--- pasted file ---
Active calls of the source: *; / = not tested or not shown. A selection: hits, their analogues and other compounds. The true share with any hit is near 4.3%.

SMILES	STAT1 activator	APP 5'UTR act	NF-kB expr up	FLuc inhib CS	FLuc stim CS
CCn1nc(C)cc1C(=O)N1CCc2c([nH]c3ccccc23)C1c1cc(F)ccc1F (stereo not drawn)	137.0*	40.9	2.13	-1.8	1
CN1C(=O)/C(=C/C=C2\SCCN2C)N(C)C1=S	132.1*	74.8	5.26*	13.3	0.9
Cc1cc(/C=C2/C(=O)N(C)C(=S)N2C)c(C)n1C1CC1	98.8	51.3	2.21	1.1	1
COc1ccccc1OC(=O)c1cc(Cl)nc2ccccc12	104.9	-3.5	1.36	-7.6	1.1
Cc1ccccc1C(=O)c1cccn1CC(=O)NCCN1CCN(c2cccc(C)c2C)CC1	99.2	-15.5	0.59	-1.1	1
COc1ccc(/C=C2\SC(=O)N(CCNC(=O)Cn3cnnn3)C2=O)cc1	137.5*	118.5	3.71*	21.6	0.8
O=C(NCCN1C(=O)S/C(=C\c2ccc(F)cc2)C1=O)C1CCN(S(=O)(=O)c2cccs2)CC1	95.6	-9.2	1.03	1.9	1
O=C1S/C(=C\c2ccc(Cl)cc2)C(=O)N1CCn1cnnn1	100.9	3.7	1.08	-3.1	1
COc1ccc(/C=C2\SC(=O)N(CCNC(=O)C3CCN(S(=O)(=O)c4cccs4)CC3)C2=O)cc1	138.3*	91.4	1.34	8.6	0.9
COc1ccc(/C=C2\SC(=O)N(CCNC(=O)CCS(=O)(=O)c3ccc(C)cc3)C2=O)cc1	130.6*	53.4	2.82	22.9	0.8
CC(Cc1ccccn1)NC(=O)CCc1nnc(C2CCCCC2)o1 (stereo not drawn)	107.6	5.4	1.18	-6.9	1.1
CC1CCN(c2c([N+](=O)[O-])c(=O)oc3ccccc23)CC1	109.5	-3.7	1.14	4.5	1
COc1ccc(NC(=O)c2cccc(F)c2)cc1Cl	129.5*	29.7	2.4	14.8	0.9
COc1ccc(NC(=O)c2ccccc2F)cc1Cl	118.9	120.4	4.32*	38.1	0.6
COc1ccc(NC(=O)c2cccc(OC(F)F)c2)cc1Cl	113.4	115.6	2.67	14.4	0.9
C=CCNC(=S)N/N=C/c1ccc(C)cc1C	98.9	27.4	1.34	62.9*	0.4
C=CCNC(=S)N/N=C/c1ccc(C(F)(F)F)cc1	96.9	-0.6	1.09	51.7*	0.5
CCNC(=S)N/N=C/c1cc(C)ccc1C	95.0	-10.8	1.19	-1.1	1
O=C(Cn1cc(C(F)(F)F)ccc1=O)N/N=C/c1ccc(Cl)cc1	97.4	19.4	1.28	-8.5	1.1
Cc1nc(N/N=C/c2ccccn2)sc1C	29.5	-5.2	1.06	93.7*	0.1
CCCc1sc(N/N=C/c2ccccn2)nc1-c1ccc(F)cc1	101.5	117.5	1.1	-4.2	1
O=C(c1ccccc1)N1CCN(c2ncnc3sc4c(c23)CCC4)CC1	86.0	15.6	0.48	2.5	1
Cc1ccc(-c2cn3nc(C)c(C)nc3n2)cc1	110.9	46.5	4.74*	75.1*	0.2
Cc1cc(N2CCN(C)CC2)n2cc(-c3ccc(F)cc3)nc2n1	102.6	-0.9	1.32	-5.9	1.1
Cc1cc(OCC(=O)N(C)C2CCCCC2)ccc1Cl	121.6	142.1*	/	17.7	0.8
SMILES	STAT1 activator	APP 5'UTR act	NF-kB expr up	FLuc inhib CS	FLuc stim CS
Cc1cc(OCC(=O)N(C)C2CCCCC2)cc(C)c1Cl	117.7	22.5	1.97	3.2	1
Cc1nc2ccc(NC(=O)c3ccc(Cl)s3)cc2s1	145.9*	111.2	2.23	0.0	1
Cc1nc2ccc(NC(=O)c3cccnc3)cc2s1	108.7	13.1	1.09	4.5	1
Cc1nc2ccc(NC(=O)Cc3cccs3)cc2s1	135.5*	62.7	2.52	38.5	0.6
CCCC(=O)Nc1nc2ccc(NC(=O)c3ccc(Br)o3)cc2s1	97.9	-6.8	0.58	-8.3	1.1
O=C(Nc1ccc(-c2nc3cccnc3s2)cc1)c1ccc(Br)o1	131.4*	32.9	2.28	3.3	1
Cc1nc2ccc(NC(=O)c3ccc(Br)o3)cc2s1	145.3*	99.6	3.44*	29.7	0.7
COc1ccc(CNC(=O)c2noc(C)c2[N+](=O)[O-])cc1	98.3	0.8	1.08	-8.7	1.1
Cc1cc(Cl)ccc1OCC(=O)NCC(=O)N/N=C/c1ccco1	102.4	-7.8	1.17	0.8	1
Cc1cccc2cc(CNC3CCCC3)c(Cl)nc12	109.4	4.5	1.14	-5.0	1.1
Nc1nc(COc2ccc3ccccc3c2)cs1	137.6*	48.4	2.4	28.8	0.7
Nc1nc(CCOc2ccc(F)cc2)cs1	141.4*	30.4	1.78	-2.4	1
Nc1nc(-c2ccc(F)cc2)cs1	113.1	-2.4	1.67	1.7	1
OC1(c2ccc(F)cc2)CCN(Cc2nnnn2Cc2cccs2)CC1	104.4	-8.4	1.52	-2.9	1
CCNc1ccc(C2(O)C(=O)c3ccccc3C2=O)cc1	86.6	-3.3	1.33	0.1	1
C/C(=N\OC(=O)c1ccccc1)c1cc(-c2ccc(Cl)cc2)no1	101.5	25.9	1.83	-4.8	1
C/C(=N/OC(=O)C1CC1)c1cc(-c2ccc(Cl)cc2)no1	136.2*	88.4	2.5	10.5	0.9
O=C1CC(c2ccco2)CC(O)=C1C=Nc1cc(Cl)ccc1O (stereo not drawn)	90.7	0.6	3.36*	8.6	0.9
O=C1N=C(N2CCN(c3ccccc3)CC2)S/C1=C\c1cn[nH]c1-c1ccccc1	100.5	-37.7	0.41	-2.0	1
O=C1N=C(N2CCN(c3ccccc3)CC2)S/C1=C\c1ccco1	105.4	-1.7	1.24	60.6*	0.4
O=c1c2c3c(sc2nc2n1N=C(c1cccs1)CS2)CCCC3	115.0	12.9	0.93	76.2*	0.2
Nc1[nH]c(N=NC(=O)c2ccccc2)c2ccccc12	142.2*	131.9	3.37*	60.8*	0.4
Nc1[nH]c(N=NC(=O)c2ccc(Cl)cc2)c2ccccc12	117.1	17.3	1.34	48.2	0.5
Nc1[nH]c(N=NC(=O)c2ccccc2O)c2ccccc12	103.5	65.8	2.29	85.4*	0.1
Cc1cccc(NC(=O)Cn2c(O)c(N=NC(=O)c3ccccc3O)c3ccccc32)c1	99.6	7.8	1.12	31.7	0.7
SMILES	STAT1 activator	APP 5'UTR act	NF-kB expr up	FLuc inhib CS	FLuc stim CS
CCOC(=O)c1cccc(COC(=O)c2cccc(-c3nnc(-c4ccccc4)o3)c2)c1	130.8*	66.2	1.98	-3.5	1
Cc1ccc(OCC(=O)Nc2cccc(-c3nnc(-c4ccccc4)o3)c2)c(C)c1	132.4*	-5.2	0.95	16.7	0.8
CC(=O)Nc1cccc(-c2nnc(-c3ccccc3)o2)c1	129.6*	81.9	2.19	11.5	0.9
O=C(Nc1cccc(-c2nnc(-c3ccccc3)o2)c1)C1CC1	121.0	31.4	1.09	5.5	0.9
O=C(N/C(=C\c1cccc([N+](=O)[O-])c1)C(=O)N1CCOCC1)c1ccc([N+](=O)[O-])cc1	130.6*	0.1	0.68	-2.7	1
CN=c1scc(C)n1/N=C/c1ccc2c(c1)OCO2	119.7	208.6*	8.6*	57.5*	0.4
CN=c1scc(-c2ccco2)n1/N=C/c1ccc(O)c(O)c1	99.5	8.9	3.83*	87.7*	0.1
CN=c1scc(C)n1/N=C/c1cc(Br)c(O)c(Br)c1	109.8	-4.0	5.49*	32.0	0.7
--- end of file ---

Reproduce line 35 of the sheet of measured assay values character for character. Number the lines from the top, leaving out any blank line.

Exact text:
Cc1nc2ccc(NC(=O)c3ccc(Br)o3)cc2s1	145.3*	99.6	3.44*	29.7	0.7